David Eade: I know many people on the left in the UK are intrigued by the coalition between the GSLP and our Liberals. They are intrigued by the longevity of the pact and how it worked in both opposition and in government. Neal Lawson, the chairperson of the Compass action group which advocates a broad coalition of the left between socialists, liberals, environmentalists etc has studied our left coalition. What would be your message to those seeking a similar alliance to which you have helped create here?

Dr Joseph Garcia: It is often a mistake to attempt to transpose the political situation in one country to that of another in this context because the histories, parties, policies and personalities are not the same. The reality is that there are examples of long-lived political pacts in the Iberian peninsula. The one that springs to mind is Convergenica y Unio who are now the Government of Catalunya. It is made up of two parties, Union Democratica de Catalunya, which is in the Christian Democrat International and Convergencia Democratica de Catalunya, whose members are closely involved in Liberal International. This relationship has worked for them, in Government and in Opposition for decades.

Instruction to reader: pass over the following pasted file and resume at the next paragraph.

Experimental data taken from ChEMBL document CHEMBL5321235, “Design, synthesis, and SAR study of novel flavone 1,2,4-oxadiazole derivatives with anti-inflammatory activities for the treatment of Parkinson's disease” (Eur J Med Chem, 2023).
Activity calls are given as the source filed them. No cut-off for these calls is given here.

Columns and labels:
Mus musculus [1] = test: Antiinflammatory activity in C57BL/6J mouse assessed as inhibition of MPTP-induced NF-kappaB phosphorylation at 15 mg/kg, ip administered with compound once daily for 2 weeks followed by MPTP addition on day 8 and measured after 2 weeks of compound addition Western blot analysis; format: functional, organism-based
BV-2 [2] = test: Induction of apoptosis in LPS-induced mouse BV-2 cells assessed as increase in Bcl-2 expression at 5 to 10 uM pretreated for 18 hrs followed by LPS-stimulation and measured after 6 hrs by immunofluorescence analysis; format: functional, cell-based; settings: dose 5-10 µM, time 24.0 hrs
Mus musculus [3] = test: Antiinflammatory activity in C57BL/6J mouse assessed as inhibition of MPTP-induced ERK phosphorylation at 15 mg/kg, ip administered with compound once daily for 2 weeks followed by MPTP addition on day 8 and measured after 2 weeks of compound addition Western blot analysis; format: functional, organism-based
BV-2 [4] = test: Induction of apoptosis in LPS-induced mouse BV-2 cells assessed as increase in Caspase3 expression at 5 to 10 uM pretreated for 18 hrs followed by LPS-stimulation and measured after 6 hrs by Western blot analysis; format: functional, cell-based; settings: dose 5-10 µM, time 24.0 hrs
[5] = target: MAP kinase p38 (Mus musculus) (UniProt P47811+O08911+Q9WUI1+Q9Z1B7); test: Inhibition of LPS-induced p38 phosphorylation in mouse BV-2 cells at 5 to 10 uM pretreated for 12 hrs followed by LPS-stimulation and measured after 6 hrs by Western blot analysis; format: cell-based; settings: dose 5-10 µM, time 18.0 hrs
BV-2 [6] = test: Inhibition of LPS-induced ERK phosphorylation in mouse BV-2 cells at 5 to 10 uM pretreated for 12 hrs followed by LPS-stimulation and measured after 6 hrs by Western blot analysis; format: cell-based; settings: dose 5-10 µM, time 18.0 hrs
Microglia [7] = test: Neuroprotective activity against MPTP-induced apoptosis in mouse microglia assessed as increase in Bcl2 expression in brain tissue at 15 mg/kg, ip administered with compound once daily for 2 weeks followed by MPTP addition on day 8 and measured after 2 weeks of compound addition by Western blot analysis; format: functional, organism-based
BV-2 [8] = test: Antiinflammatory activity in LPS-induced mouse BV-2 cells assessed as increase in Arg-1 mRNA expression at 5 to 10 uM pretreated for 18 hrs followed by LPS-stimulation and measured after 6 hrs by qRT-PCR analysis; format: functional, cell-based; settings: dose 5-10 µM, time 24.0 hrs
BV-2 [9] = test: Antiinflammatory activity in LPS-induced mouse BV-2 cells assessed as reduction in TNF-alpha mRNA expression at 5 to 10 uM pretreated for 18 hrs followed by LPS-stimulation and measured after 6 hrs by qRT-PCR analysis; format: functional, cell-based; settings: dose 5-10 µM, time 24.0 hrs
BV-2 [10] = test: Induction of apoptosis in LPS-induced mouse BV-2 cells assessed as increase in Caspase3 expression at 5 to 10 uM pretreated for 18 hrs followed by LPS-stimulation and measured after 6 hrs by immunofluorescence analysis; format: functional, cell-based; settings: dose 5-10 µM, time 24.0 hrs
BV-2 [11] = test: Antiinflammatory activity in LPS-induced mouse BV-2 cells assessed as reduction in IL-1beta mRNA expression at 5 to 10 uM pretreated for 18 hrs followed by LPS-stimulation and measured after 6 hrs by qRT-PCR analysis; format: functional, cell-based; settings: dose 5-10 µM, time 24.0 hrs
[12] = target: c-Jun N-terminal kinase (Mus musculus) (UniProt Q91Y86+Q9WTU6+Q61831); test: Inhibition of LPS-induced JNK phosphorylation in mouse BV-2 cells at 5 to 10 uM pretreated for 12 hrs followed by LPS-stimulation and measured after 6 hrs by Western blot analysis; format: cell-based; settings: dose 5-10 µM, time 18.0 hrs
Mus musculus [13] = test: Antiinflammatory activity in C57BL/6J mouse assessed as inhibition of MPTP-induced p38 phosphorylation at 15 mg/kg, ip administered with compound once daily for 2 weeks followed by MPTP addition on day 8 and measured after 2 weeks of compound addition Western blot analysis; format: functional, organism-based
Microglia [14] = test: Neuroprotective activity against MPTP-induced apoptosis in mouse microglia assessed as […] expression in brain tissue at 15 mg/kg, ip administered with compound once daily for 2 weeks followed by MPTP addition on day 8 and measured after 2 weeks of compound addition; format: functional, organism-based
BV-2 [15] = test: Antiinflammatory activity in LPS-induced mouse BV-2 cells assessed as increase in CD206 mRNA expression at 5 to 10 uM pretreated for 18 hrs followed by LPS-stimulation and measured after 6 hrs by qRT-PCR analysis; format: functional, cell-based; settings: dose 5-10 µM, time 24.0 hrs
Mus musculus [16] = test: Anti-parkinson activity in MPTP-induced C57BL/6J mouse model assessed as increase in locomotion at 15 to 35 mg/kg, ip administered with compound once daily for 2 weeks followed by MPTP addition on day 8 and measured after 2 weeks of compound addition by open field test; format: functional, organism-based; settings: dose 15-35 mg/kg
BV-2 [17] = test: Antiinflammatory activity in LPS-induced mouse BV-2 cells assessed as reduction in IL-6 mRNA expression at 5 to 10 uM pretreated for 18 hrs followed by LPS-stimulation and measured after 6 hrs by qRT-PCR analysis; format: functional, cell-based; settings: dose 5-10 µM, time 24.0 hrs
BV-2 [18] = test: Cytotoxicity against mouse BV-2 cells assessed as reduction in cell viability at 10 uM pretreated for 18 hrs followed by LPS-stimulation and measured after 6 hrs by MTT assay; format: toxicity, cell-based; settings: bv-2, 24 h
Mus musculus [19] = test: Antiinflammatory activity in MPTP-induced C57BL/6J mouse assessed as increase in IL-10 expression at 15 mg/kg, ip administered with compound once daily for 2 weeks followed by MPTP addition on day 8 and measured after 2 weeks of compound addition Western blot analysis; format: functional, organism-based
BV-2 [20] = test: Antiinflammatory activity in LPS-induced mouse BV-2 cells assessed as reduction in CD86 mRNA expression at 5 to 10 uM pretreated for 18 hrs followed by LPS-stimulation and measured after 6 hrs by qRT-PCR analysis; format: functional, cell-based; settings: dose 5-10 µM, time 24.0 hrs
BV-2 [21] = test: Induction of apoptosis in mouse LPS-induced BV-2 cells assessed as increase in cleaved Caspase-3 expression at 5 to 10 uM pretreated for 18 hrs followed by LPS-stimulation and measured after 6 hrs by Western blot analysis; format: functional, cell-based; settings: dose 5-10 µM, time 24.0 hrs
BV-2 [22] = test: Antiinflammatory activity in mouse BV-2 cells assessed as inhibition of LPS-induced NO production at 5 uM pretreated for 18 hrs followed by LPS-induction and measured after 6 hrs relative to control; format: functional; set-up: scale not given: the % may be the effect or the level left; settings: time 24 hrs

I know that there are many people in the Liberal Democrat party in the UK and also in the Labour party who consider that a broad coalition of the left is the way forward. The political scene in the United Kingdom is unusually fluid at this moment in time so I suppose that anything could happen in the future. There may need to be an overriding national issue which makes it important for parties to cooperate and work together. In
Gibraltar, about 16 years ago now, that issue was that our position in the EU was being seriously undermined by Spain.

DE: The coalition in the UK between the Conservatives and the Lib Dems seems to be a case history in how not to achieve an alliance. Do you think the coalition as constructed after the 2010 election was a mistake?